Right now, I will concentrate in taking care of her and be ready for her upcoming birthday!
April 26, 2005
April 13, 2005
hello animal lovers!
i have been visiting this site for quite sometime before i was able to summon enough courage to ask to be a contributor.
you see, i'm an animal lover, too! i have spent most of my childhood in the company of feathered, furrie, and scaly friends.
this time, i'm sharing my living quarters with my hubby and our beautiful darling "daughter", matilda.
she came to our life last december, and has since dominated it.
she is a 7 month old sable ferret, full of energy and always on the lookout for a chance to do mischief.
in south korea, where we live, there aren't very many ferrets and ferret owners. one of my motivating factor in blogging about ferts (and joining an animal lovers' group), is to let others know more about this wonderful furry specie, and hopefully get to know more ferret parents and afficionados.
this is all for now, matilda and i will be back --- soon!
dooks to all!
March 26, 2005
"Currently, we are designing a questionnaire for the assessment of personality in dogs. Once this questionnaire is completed, we aim to use it to answer a variety of research questions, from what characterizes the best explosives detection dogs and guide dogs, to what types of breed-specific personality traits truly exist, to whether there are specific "types" of dogs who often end up in rescues and shelters. However, to create a reliable and valid dog personality questionnaire, we need thousands of dog owners to fill out the initial version of our on-line questionnaire, which is quite lengthy, and to give us feedback."
If you are interested in participating, just click on the link.
March 17, 2005
He loves our family above all. He opens the front door for me when I accidentally leave my keys. He once protected me from 3 psychos bad people in New Jersey. He blocked a rottweiler who was on the loose and was aiming for my daughter. He once helped my sister from robbers who wanted to enter our home. He is my bunso C3's sled puller in the snow. He is, he is, he is....PRICELESS!
this is just an introduction of our many escapades.
March 11, 2005
Dear familyand friends, yesterday at 1:50 in the afternoon my Danielle has finally gone home...home where pain does not exist.
Maybe in the near future I can share with you her last moments...moments that made me and my husband more proud of her.
We love you so much Danielle, that not having you with us really hurts... but we know that you're in a better place now...that gives us comfort. Rest our little angel.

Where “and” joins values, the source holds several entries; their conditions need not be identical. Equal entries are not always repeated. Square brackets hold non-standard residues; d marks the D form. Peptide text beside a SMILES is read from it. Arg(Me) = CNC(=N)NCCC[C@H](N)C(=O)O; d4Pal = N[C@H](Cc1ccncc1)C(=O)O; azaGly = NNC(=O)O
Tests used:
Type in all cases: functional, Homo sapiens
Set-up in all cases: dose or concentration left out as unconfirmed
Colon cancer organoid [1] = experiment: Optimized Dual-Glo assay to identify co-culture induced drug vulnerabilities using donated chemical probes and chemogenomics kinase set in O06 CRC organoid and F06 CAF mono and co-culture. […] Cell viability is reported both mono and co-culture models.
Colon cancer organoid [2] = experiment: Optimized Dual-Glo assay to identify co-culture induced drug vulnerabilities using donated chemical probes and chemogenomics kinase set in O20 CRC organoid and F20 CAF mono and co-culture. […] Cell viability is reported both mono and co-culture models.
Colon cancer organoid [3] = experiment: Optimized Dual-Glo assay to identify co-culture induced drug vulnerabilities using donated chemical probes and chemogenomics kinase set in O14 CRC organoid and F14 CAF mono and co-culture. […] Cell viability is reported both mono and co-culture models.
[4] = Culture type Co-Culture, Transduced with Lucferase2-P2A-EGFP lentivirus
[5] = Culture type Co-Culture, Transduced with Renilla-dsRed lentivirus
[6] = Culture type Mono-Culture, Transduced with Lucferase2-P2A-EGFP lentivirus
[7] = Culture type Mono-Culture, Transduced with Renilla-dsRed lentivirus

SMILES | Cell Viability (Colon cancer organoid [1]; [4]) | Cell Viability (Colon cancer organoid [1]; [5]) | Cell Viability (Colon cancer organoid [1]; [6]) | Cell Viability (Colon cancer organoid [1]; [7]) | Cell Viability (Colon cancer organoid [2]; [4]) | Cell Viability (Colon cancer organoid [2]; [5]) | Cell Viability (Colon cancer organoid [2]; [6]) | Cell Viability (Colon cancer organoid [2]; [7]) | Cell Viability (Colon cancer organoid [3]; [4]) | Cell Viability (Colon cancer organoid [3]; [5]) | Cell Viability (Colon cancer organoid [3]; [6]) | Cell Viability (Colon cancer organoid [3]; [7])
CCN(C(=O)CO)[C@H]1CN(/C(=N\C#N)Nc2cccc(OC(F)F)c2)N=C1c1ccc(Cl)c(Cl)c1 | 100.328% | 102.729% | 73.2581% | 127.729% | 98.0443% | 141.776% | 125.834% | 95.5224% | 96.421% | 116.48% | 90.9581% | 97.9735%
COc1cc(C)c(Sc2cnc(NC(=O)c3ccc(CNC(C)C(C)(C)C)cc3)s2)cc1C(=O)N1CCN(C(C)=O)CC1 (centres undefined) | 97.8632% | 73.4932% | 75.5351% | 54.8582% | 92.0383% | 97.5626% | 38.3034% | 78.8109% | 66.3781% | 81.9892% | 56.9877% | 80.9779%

March 01, 2005
February 12, 2005
Kitty Valentines wishes to everyone from Nala and Shamus!
If you would like to send warm, fuzzy, and furry Valentines e-greetings this year, visit the website of the American Humane Association. They have great e-cards that you can send for free!
February 09, 2005
January 27, 2005
Dogs Deserve Better Announces its Third Have a Heart for Chained Dogs Week, February 7-14.
Dogs Deserve Better, a nonprofit working to bring dogs into the home and family, has designated Valentine's Week, February 7-14th, "Have a Heart for Chained Dogs Week."
The group is striving to raise awareness for chained and penned dogs in a positive way...by delivering a Valentine, a brochure and a treat to dogs living outside all over the U.S. as well as in other countries where they have representation, such as Canada and Australia.
Dogs Deserve Better seeks to mail and/or hand deliver more than 3000 Valentines, in this, its third season. In 2004 the group delivered over 2400 Valentines to chained or penned dogs.
Tammy S. Grimes, founder of Dogs Deserve Better, states, “Last year, elementary students made 500 of our valentines, which were a touchingly successful addition to our campaign. This year we’d like all 3000 valentines to be hand-made, and we're seeking interested elementary teachers and students nationwide, as well as groups such as girl and boy scouts, to create Valentines for the chained dogs. The students and groups gain a sense of accomplishment from creating for the dogs, and our hope is that more and more dog caretakers are educated as a result of the children's efforts.”
All Valentines are needed at the Dogs Deserve Better headquarters in Tipton, PA by February 7th, and must fit into an A10 envelope when folded. Any group who would like to participate should e-mail email@example.com or call 814.941.7447 for further details.
Dogs Deserve Better invites any interested volunteers nationwide to deliver Valentines to local chained dogs. Volunteers can also provide the group with addresses of dogs in need of a Valentine and treat.
Those interested in sponsoring Valentines for the chained dogs may go to www.dogsdeservebetter.com to help one or more of the many wonderful dogs living alone outside in our country.
Please spread the word about this special week!
Thank you for being a part of our Network and for any help you can provide.
No More Homeless Pets
Best Friends Animal Society
5001 Angel Canyon
Kanab, Utah 84741
(435) 644-3965 ext. 4401
January 22, 2005
Bear, the Schipperke
Rose, the Bearded Dragon
Phoebe, One of the seven cats.